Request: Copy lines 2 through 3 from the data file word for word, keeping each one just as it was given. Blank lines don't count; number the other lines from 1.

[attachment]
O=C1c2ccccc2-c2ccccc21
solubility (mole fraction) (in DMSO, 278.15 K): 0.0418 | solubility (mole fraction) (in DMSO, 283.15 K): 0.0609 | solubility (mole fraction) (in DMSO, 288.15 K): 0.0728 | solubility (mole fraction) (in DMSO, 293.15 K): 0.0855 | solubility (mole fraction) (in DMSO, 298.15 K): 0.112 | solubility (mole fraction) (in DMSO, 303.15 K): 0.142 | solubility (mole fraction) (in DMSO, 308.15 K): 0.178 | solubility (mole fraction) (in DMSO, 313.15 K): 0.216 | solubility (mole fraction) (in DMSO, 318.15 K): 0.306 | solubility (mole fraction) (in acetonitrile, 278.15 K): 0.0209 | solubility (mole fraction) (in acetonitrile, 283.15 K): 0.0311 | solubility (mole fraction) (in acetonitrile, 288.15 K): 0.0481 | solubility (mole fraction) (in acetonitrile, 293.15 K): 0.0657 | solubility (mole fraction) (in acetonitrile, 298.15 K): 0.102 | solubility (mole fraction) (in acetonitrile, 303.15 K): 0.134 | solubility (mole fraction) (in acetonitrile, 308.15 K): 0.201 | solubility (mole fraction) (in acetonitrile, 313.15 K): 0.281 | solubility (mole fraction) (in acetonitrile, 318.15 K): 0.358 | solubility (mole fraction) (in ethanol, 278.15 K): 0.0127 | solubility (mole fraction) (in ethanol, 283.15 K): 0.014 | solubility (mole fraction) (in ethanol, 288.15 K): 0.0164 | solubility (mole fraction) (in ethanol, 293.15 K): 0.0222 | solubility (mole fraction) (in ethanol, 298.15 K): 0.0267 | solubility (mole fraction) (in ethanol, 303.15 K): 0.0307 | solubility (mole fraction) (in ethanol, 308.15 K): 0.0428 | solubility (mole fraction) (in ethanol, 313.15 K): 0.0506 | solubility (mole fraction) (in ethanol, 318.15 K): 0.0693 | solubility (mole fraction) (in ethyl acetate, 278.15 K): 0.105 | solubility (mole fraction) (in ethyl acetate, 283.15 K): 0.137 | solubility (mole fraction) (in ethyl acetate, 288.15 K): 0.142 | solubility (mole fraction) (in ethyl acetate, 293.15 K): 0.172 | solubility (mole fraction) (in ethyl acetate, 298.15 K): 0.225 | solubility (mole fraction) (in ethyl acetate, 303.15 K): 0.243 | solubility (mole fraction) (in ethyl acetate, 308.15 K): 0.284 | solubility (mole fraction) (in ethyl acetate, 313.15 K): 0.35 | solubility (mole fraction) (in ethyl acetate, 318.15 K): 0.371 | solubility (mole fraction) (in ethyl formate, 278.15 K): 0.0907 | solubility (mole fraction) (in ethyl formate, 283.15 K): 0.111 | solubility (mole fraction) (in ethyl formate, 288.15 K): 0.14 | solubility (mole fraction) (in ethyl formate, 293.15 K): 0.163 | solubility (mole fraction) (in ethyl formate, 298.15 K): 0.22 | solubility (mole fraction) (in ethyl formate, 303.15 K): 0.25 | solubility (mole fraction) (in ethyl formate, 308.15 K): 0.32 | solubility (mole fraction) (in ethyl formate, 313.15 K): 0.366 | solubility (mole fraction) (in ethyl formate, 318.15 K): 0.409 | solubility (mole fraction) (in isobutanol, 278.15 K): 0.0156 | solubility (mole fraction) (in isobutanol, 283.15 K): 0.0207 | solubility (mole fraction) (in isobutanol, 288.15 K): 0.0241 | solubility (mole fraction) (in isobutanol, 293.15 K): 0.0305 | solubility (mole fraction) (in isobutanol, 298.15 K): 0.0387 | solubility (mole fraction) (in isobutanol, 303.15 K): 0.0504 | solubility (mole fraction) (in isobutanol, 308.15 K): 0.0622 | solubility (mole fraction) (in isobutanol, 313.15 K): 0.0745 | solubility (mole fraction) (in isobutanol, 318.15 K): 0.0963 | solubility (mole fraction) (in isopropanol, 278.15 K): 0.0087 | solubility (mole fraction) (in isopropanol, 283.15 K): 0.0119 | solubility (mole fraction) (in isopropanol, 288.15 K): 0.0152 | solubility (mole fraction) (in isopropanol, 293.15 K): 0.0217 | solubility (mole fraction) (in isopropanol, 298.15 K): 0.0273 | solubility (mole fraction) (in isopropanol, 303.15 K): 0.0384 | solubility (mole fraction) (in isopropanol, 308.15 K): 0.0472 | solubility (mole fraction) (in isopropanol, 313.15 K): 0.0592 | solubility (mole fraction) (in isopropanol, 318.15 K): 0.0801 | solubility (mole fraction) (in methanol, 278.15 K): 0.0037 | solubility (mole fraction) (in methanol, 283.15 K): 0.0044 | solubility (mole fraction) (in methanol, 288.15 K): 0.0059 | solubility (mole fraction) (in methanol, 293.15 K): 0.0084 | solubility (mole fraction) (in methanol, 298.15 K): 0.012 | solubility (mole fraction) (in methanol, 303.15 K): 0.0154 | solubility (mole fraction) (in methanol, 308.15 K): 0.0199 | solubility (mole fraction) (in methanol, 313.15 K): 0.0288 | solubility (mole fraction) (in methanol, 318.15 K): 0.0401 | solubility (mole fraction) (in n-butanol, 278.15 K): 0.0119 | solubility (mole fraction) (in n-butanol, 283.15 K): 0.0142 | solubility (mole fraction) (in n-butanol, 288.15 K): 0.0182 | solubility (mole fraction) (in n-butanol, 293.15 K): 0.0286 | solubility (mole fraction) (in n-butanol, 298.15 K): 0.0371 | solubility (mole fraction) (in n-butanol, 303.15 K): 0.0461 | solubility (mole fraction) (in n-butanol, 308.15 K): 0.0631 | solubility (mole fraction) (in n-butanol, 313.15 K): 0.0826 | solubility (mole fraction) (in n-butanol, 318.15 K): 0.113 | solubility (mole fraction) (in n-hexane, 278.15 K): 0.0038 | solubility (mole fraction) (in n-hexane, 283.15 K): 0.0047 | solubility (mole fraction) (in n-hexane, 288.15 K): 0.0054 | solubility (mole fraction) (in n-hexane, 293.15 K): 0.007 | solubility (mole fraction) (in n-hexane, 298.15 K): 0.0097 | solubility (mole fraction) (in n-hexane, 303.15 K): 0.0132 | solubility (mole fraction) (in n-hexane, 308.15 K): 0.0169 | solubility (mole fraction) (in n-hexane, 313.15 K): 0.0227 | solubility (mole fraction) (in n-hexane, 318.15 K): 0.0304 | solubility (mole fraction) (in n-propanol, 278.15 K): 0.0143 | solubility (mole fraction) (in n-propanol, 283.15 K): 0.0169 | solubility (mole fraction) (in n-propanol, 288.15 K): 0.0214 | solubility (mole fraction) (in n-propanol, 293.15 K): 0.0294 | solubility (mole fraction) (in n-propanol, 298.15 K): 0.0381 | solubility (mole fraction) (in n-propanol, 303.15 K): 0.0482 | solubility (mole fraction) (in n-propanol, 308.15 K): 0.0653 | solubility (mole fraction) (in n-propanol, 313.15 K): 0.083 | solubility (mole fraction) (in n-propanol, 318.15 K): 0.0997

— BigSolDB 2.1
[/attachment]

solubility (mole fraction) (in DMSO, 278.15 K): 0.0418 | solubility (mole fraction) (in DMSO, 283.15 K): 0.0609 | solubility (mole fraction) (in DMSO, 288.15 K): 0.0728 | solubility (mole fraction) (in DMSO, 293.15 K): 0.0855 | solubility (mole fraction) (in DMSO, 298.15 K): 0.112 | solubility (mole fraction) (in DMSO, 303.15 K): 0.142 | solubility (mole fraction) (in DMSO, 308.15 K): 0.178 | solubility (mole fraction) (in DMSO, 313.15 K): 0.216 | solubility (mole fraction) (in DMSO, 318.15 K): 0.306 | solubility (mole fraction) (in acetonitrile, 278.15 K): 0.0209 | solubility (mole fraction) (in acetonitrile, 283.15 K): 0.0311 | solubility (mole fraction) (in acetonitrile, 288.15 K): 0.0481 | solubility (mole fraction) (in acetonitrile, 293.15 K): 0.0657 | solubility (mole fraction) (in acetonitrile, 298.15 K): 0.102 | solubility (mole fraction) (in acetonitrile, 303.15 K): 0.134 | solubility (mole fraction) (in acetonitrile, 308.15 K): 0.201 | solubility (mole fraction) (in acetonitrile, 313.15 K): 0.281 | solubility (mole fraction) (in acetonitrile, 318.15 K): 0.358 | solubility (mole fraction) (in ethanol, 278.15 K): 0.0127 | solubility (mole fraction) (in ethanol, 283.15 K): 0.014 | solubility (mole fraction) (in ethanol, 288.15 K): 0.0164 | solubility (mole fraction) (in ethanol, 293.15 K): 0.0222 | solubility (mole fraction) (in ethanol, 298.15 K): 0.0267 | solubility (mole fraction) (in ethanol, 303.15 K): 0.0307 | solubility (mole fraction) (in ethanol, 308.15 K): 0.0428 | solubility (mole fraction) (in ethanol, 313.15 K): 0.0506 | solubility (mole fraction) (in ethanol, 318.15 K): 0.0693 | solubility (mole fraction) (in ethyl acetate, 278.15 K): 0.105 | solubility (mole fraction) (in ethyl acetate, 283.15 K): 0.137 | solubility (mole fraction) (in ethyl acetate, 288.15 K): 0.142 | solubility (mole fraction) (in ethyl acetate, 293.15 K): 0.172 | solubility (mole fraction) (in ethyl acetate, 298.15 K): 0.225 | solubility (mole fraction) (in ethyl acetate, 303.15 K): 0.243 | solubility (mole fraction) (in ethyl acetate, 308.15 K): 0.284 | solubility (mole fraction) (in ethyl acetate, 313.15 K): 0.35 | solubility (mole fraction) (in ethyl acetate, 318.15 K): 0.371 | solubility (mole fraction) (in ethyl formate, 278.15 K): 0.0907 | solubility (mole fraction) (in ethyl formate, 283.15 K): 0.111 | solubility (mole fraction) (in ethyl formate, 288.15 K): 0.14 | solubility (mole fraction) (in ethyl formate, 293.15 K): 0.163 | solubility (mole fraction) (in ethyl formate, 298.15 K): 0.22 | solubility (mole fraction) (in ethyl formate, 303.15 K): 0.25 | solubility (mole fraction) (in ethyl formate, 308.15 K): 0.32 | solubility (mole fraction) (in ethyl formate, 313.15 K): 0.366 | solubility (mole fraction) (in ethyl formate, 318.15 K): 0.409 | solubility (mole fraction) (in isobutanol, 278.15 K): 0.0156 | solubility (mole fraction) (in isobutanol, 283.15 K): 0.0207 | solubility (mole fraction) (in isobutanol, 288.15 K): 0.0241 | solubility (mole fraction) (in isobutanol, 293.15 K): 0.0305 | solubility (mole fraction) (in isobutanol, 298.15 K): 0.0387 | solubility (mole fraction) (in isobutanol, 303.15 K): 0.0504 | solubility (mole fraction) (in isobutanol, 308.15 K): 0.0622 | solubility (mole fraction) (in isobutanol, 313.15 K): 0.0745 | solubility (mole fraction) (in isobutanol, 318.15 K): 0.0963 | solubility (mole fraction) (in isopropanol, 278.15 K): 0.0087 | solubility (mole fraction) (in isopropanol, 283.15 K): 0.0119 | solubility (mole fraction) (in isopropanol, 288.15 K): 0.0152 | solubility (mole fraction) (in isopropanol, 293.15 K): 0.0217 | solubility (mole fraction) (in isopropanol, 298.15 K): 0.0273 | solubility (mole fraction) (in isopropanol, 303.15 K): 0.0384 | solubility (mole fraction) (in isopropanol, 308.15 K): 0.0472 | solubility (mole fraction) (in isopropanol, 313.15 K): 0.0592 | solubility (mole fraction) (in isopropanol, 318.15 K): 0.0801 | solubility (mole fraction) (in methanol, 278.15 K): 0.0037 | solubility (mole fraction) (in methanol, 283.15 K): 0.0044 | solubility (mole fraction) (in methanol, 288.15 K): 0.0059 | solubility (mole fraction) (in methanol, 293.15 K): 0.0084 | solubility (mole fraction) (in methanol, 298.15 K): 0.012 | solubility (mole fraction) (in methanol, 303.15 K): 0.0154 | solubility (mole fraction) (in methanol, 308.15 K): 0.0199 | solubility (mole fraction) (in methanol, 313.15 K): 0.0288 | solubility (mole fraction) (in methanol, 318.15 K): 0.0401 | solubility (mole fraction) (in n-butanol, 278.15 K): 0.0119 | solubility (mole fraction) (in n-butanol, 283.15 K): 0.0142 | solubility (mole fraction) (in n-butanol, 288.15 K): 0.0182 | solubility (mole fraction) (in n-butanol, 293.15 K): 0.0286 | solubility (mole fraction) (in n-butanol, 298.15 K): 0.0371 | solubility (mole fraction) (in n-butanol, 303.15 K): 0.0461 | solubility (mole fraction) (in n-butanol, 308.15 K): 0.0631 | solubility (mole fraction) (in n-butanol, 313.15 K): 0.0826 | solubility (mole fraction) (in n-butanol, 318.15 K): 0.113 | solubility (mole fraction) (in n-hexane, 278.15 K): 0.0038 | solubility (mole fraction) (in n-hexane, 283.15 K): 0.0047 | solubility (mole fraction) (in n-hexane, 288.15 K): 0.0054 | solubility (mole fraction) (in n-hexane, 293.15 K): 0.007 | solubility (mole fraction) (in n-hexane, 298.15 K): 0.0097 | solubility (mole fraction) (in n-hexane, 303.15 K): 0.0132 | solubility (mole fraction) (in n-hexane, 308.15 K): 0.0169 | solubility (mole fraction) (in n-hexane, 313.15 K): 0.0227 | solubility (mole fraction) (in n-hexane, 318.15 K): 0.0304 | solubility (mole fraction) (in n-propanol, 278.15 K): 0.0143 | solubility (mole fraction) (in n-propanol, 283.15 K): 0.0169 | solubility (mole fraction) (in n-propanol, 288.15 K): 0.0214 | solubility (mole fraction) (in n-propanol, 293.15 K): 0.0294 | solubility (mole fraction) (in n-propanol, 298.15 K): 0.0381 | solubility (mole fraction) (in n-propanol, 303.15 K): 0.0482 | solubility (mole fraction) (in n-propanol, 308.15 K): 0.0653 | solubility (mole fraction) (in n-propanol, 313.15 K): 0.083 | solubility (mole fraction) (in n-propanol, 318.15 K): 0.0997

— BigSolDB 2.1